Lately, I've had a yen for the high country, but no stomach for all the driving required to get to a new area so I've been repeating a few trips. Being up in the mountains is always beautiful and gratifying, but, I gotta admit, the rewards are so much less when I've traveled the road before, even if it was eight years ago. 

On Mount Stanley, where I've been before

Friday, August 17, 2012

Tunnel Vision

Sometimes that light at the end of the tunnel is a train.   Charles Barkley.

Out climbing today, I was working a 10d, and, falling off, and, getting back on, and falling off, and getting back on, and - well, you get the picture. After spending some time doing this, I lowered off and Doug went up. He did the crux moves differently than me, and suddenly, like a bolt of lightening between the eyes, I realized I had been blinded by tunnel vision.

In my mind, a mantra had been running, left hand in open-handed undercling, right hand on more positive undercling, move right hand up to small horn, go for the top of the horn where the hold is more positive, move feet up on slab below, then reach for left hand side pull. But, every time I moved my right hand off the more positive undercling to reach for the horn, I winged it off the wall.

Doug used the same two underclings, but, moved his left hand up first to the side pull, then feet up on the slab, then the right hand to the horn. A subtle deviation that made all the difference in climbing the route.

Visualizing the sequence of moves needed on a climb is good, but, you don't want to be so fixated on one sequence that you can't see other opportunities. The trick is to know when you've visualized the sequence right and should just go for it, and when you have tunnel vision and your visualization is preventing you from seeing other options.

Just Another Day Out Climbing

Thursday, August 16, 2012

Boot Axe Belays

Twenty years ago, during an ice climbing course in the Rockies, an ACMG mountain guide, said to me almost in passing that "we no longer teach boot axe belays." What is surprising is, that two decades later, people are still using boot axe belays.

There are a number of problems with boot axe belays, not the least of which is the uncomfortable position required to instigate and manage the belay. You'll find yourself bent over in an awkward position with your climbing pack riding up around your neck threatening to cut off the blood flow to your brain. If you do manage to maintain this back-breaking position, you'll have difficulty managing the rope. Remember, that a boot axe belay requires you to keep one hand on the head of the axe lest the axe pop out of the snow and your entire belay fail. That leaves only one hand for managing the belay, almost a near impossibility. You may be able to let rope slowly slide through your hand, but taking in rope while maintaining one hand on the axe head and keeping one hand on the rope as a brake is virtually impossible.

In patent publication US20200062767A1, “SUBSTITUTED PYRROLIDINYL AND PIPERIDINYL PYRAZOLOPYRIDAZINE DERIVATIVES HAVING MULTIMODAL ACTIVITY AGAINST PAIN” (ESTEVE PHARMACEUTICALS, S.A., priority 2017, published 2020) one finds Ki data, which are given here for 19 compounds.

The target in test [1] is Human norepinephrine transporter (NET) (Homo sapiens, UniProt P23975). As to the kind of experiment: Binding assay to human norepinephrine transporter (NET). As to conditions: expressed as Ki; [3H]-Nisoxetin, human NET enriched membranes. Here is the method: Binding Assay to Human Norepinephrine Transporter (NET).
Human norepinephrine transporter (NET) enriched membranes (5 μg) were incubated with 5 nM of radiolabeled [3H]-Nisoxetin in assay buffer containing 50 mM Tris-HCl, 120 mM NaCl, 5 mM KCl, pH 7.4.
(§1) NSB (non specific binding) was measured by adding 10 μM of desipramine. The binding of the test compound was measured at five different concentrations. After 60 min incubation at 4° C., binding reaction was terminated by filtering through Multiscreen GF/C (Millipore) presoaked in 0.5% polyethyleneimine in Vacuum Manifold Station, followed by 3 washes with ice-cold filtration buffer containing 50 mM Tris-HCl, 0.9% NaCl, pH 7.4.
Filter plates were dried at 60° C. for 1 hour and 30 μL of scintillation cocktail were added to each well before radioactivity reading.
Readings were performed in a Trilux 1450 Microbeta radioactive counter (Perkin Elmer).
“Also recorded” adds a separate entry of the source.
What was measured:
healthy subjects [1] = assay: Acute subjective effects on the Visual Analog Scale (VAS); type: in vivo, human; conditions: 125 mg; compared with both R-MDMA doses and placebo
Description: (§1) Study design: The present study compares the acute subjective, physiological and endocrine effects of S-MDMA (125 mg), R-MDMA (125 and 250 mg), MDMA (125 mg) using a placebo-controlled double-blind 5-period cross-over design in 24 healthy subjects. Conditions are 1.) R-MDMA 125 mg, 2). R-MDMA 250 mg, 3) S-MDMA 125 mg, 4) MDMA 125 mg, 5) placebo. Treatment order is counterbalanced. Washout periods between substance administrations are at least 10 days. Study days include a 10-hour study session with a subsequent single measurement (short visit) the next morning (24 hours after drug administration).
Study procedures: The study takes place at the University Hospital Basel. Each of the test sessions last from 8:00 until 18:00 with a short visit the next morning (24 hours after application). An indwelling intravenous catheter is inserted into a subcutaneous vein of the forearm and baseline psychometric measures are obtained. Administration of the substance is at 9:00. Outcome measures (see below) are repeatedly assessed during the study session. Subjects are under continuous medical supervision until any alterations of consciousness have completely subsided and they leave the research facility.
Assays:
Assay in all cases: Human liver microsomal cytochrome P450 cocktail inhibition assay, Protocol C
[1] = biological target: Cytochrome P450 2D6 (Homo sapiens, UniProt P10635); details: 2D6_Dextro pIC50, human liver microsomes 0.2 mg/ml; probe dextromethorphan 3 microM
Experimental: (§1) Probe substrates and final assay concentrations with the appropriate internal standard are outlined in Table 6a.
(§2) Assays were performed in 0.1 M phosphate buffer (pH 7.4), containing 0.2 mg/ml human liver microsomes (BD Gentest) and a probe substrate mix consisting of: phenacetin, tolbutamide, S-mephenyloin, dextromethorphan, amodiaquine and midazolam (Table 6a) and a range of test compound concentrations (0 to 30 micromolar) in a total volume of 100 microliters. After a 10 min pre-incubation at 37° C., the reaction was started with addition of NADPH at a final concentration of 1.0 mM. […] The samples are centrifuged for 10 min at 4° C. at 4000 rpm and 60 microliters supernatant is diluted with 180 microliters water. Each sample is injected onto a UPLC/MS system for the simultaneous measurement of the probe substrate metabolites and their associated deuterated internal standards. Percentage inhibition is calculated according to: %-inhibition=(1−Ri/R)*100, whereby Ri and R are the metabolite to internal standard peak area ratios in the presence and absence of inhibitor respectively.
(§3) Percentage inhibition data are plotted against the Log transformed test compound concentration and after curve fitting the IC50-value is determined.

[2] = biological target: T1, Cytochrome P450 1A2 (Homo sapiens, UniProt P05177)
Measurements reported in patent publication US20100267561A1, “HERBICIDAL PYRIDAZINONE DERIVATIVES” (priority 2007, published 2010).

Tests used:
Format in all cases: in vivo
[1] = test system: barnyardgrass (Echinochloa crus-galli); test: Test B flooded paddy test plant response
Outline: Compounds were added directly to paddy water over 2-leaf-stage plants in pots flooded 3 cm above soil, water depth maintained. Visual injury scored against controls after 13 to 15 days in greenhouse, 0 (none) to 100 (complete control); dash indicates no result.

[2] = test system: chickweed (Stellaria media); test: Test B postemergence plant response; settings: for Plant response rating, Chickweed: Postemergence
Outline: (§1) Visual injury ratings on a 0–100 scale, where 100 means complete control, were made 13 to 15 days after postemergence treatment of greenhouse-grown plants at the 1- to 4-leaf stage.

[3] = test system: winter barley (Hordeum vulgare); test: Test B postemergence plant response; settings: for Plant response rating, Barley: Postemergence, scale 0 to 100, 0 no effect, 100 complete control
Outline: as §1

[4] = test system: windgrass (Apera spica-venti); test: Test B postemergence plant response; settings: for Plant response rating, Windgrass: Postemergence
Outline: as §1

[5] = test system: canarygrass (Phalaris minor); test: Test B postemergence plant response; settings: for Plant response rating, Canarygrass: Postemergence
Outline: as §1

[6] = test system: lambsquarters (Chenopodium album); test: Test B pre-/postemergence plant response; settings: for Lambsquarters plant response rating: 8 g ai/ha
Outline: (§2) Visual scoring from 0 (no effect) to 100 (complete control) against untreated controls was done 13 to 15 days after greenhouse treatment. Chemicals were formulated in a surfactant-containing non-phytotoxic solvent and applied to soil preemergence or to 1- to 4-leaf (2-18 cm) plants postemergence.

Snow anchors are as dodgy as a Harper majority, and the boot axe belay is dodgier than most as the rope running around the axe acts as a lever to pop the axe out. The force on this dubious anchor is doubled by the pulley effect, something you absolutely don't want to do with any snow anchor. Finally, if something goes wrong and you need to get hands free, this operation also is so difficult as to approach impossibility.

So, next time you are tempted to throw in a quick boot axe belay, don't. 

No place for a boot axe belay

Wednesday, August 15, 2012

Experience, A Necessary But Not Sufficient Precursor For Situational Awarness

After any outdoor accident, you'll hear people talking glibly about situational awareness. What most of these people seem to mean is an awareness of what is going on around you in your environment. Few people, apart from trained ACMG guides, seem to really understand or demonstrate situational awareness, which is not only being aware of your surroundings, yourself and your peers, but recognizing patterns and understanding what they mean for you/your group, and finally, projecting forward in time and recognizing potential outcomes.

There are times when I've experienced, what feels like, near perfect situational awareness; suddenly everything coalesces into a coherent picture and, as if a movie were playing in my head, a series of different outcomes unravel each preceded by a different action - or inaction - on my part. I choose the appropriate action and we move on, the entire experience running almost outside of conscious thought.

The same people who comment slickly on situational awareness assume that their own level is high from their "years" of outdoor experience. While experience is a necessary precursor to situational awareness, experience alone does not produce situational awareness. A number of other antecedents are necessary.